3. Write Copy.
Think about what you typically find on the back cover of a book. I love reading copy (that’s what you call the back cover pitch). It’s a snappy, to-the-bones description of what the book is about. Write about your story in these terms. Short and sweet, just like the backside of a book.
Make sure your copy captures these four things:
- The tone of your story.
- The best possible explanation of the story set-up without giving away the ending.
- Express what sort of feelings the reader will get from this. You can get that from the copy of a book – your query has to do the exact same thing.
- Make it irresistible. Take care of word choice (be picky and specific and match the tone of your story, and also have perfect spelling and grammar).
4. Express why you’ve chosen that person to query.
There are several ways to do this, but one way is to mention the titles they’ve brought to the market and how they compare to your project. This shows the agent/editor that you’re interested in what they do and that you’re familiar with the market. If they haven’t dealt with anything like your book (not even close?), then you might be querying the wrong person.
Did you see the agent or editor give a presentation or teach a webinar? You should mention that for sure. If you actually met them in person, don’t keep that a secret!
5. Sell You.
There are a few ways you can briefly pitch your ability to make this book a success. This isn’t where you brag about how fabulous your story is or explain how sure you are that it will be a big hit. So how do you sell you? Try these things:
- It’s about Platforms, and I don’t mean heels. If you don’t have an active Blog or Twitter account, don’t worry. Just skip this part. But if you do have a following, this translates to you being able to draw an audience; that makes you more attractive as a potential client. This can only be good for you.
- Any active membership you have with a writing organization or guild gives a sense of your dedication.
- If you’ve won awards for your writing, only mention that if it’s for the same kind of writing you’re currently pitching. But if you’re pitching a chapter book about a teenaged werewolf detective, your first prize for best poetry has no relevance. Don’t write about that.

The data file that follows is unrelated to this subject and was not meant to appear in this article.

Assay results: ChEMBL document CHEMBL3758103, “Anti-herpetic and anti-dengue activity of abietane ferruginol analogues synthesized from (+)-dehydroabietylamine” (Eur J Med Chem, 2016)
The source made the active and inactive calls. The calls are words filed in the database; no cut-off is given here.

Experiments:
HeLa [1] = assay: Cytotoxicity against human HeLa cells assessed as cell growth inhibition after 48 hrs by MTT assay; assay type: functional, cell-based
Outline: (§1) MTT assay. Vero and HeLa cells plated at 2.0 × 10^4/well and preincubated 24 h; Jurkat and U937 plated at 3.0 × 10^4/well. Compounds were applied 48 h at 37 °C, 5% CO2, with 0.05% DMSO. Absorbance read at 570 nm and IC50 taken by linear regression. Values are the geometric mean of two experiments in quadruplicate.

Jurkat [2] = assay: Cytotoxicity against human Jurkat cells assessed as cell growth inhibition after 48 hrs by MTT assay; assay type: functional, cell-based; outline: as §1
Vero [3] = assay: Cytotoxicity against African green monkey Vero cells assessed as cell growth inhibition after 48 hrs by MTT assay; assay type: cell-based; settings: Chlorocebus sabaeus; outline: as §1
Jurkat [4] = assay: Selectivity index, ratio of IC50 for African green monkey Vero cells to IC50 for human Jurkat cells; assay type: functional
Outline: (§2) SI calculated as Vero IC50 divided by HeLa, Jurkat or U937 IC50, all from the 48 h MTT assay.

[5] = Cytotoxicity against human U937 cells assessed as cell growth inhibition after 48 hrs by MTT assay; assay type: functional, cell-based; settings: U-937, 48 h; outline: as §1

- Do not mention your age, weight or how much your kids/mom/friends love the story. DO NOT DO THIS.
6. Study successful query letters.
Just like any other kind of writing, you should learn from the best. It’s easy enough to search online for successful query letters. Do that and study what recently published writers have done. Don’t copy what they do; but study what they do and emulate that.
7. Study their Submissions Guidelines. Don’t read them. Study.
Whether you’re contacting publishers directly or approaching agents first, there are needs these people have and we as writers really need to respect that.
Some agents require a full manuscript with a query, especially for an illustrated storybook. There are many who want a writing sample with a query. However, some just want a basic query and nothing else.
Find out exactly what they want, and then give them that.
Still not sure?
I’ve written more about the blow-by-blow structure of query letters I personally like to use. This has worked for me in the past, when I won my first agent. To get the details of what I generally write, one paragraph at a time, go HERE.
Having a difficult time with this? Let me know where your problems are. Write below, let me know – or, as ever, send me an email. I love getting those!
Keep creating, no matter what.